TOKYO -- The Japanese government's announcement that it will suspend the Go To Travel domestic tourism campaign over rising COVID-19 cases has elicited surprise and resignation from a travel industry preparing for the busy New Year's period.
"We have no choice but to monitor the situation with the reservations and reduce flights as needed," a Japan Airlines representative said.
JAL had initially predicted December's passenger traffic to hit 70% of the year-earlier number. This has been revised to roughly 60% following November's suspension of such locales as Osaka and Sapporo as Go To destinations.
Now, with the entire program on hold, "demand will inescapably drop further," in the words of an airline industry source, likely forcing carriers to cut flights.
The nationwide suspension runs from Dec. 28 to Jan. 11 but starts sooner in Tokyo and Nagoya.
Travel company KNT-CT Holdings' December orders for domestic tours are up 6% on the year all regional group companies, and January orders are on a par with year-earlier levels.
But February orders are not even half those of a year earlier, because the Go To discounts do not apply to that month. Now, there will be no subsidies for the New Year's travel season.
"The announcement was unexpected," a KNT manager said. "Bookings for the three-day weekend of Jan. 9-11 were robust, but we probably won't avoid an uptick in cancellations."
A representative at a major travel company said the Go To suspension will have a "serious impact." When Osaka and Sapporo were earlier struck off the list of eligible destinations, the company took on massive extra work recovering already-issued coupons and rail tickets.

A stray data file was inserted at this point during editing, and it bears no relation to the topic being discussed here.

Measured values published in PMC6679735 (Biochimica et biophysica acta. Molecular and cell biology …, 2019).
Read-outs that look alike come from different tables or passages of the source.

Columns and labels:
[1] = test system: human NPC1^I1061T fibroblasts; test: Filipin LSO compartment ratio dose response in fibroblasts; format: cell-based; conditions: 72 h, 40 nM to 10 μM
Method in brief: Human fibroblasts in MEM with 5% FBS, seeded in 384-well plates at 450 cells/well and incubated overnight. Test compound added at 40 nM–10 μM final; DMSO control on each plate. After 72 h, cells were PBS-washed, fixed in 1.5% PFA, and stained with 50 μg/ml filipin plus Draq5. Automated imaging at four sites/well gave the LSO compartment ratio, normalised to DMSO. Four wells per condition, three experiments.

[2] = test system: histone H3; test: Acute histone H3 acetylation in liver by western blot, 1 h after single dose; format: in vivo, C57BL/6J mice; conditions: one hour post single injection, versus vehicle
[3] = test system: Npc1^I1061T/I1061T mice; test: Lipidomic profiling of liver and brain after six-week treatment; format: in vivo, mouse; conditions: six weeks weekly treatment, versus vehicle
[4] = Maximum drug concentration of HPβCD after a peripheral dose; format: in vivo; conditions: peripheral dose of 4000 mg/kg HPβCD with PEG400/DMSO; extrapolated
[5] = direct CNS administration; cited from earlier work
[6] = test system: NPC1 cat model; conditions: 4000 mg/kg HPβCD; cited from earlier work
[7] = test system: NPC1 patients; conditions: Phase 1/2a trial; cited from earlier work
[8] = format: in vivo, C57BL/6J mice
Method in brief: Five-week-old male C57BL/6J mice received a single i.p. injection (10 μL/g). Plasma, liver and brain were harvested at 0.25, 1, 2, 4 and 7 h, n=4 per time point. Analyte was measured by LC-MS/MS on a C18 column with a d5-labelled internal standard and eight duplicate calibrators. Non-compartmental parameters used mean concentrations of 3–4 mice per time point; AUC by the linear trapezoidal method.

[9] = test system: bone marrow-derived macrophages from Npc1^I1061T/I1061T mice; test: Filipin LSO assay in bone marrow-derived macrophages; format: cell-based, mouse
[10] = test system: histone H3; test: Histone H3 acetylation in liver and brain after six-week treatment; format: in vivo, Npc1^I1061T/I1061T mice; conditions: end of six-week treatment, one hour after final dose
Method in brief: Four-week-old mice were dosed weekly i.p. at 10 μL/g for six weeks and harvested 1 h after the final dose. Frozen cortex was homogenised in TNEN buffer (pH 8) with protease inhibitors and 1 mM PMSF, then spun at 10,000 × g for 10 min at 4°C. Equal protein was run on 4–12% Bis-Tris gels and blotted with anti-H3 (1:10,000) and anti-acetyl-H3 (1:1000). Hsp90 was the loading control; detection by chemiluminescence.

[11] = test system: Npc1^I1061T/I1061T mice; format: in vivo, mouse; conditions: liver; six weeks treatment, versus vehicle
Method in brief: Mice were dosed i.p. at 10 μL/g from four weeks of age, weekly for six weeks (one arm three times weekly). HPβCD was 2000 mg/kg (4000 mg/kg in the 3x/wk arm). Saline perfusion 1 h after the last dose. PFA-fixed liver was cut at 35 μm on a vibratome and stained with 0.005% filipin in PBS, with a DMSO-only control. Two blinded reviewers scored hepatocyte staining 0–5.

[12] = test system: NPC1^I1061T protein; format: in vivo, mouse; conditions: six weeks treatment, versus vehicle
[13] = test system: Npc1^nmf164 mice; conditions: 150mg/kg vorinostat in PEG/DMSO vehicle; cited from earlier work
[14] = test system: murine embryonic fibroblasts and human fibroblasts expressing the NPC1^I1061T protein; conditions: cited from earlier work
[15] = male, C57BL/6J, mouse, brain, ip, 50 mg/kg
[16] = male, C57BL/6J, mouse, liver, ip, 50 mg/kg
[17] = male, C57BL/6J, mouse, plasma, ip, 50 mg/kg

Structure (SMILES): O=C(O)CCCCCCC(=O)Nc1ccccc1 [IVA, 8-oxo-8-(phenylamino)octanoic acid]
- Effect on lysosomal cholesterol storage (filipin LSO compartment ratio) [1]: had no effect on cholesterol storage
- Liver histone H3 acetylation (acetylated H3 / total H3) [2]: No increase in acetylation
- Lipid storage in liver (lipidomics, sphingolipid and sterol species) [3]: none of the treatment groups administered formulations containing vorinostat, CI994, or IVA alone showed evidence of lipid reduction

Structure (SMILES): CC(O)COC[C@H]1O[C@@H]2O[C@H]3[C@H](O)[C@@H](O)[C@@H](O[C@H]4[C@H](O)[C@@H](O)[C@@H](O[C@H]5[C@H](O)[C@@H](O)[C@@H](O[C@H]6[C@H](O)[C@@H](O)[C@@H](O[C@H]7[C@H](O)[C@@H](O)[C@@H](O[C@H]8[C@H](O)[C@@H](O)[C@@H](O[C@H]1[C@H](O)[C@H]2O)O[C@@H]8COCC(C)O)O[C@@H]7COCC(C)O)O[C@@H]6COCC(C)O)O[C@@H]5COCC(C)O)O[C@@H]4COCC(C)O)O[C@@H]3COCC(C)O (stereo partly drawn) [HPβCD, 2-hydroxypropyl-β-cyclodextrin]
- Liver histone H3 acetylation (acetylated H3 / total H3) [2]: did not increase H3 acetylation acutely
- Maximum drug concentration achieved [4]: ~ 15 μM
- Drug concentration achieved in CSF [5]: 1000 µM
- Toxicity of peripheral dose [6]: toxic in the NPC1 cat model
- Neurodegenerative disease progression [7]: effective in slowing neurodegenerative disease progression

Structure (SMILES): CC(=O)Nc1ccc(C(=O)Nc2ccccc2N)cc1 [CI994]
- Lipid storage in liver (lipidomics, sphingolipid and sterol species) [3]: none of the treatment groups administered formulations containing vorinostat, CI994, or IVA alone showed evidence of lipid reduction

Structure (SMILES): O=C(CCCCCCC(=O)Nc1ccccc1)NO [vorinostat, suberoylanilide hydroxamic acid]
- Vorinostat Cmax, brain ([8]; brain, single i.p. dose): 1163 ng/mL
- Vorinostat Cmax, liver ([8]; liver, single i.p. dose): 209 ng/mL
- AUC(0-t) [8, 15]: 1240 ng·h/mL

"I would urge for a program designed in a way that decreases the burden for ground-level staff," a manager there said.
A hotel in Tokyo is bracing for blowback as well.
"Even if the New Year's holidays will be ineligible, I believe a certain number of people will still lodge here [during that time], but the extension to the three-day weekend [through Jan. 11] will have quite a large impact," a manager said.
Figures representing Japan's vacation spots, which have benefited from the Go To program, have spoken out about the discontinued travel subsidies.
"It's important to contain the outbreak, but it will be very hard for tourist areas," an official at Takayama city's tourism bureau said.
Takayama, in northern Gifu Prefecture, had lost tourists in the spring but recovered somewhat in October and November. The comeback owed to Go To travelers from Gifu and surrounding prefectures, according to the Takayama official.
"The program is being suspended although businesses have not yet fully recovered," the official said. "We had anticipated quite high domestic demand at the end of the year, so the impact on the restaurant and lodging industry will be enormous."
Kobe's Arima hot-springs resort facilities saw visitors recover to around 70% to 80% of normal numbers during the three-day weekend in November.
Nowadays, "cancellations for the end of the year have started to emerge since about last week," said a manager representing the Arima Hot Spring Tourists Association. "It's expected given the current disease situation, but the effect will likely ensue from here on out."
"It's especially regrettable after we disinfect with alcohol, take temperatures and do everything to ensure our customers do not get infected," said the manager.
The Rose Hotel Yokohama had seen restaurant and lodging demand pick up thanks to Go To.
"The end of the year is when you celebrate with meals and lodging, so the shock will be great, but there are no other options with the current outbreak situation," hotel chief Kazuki Watanabe said.
But Watanabe looks forward to capturing stay-at-home demand, saying, "I anticipate orders for takeout and deliveries to grow."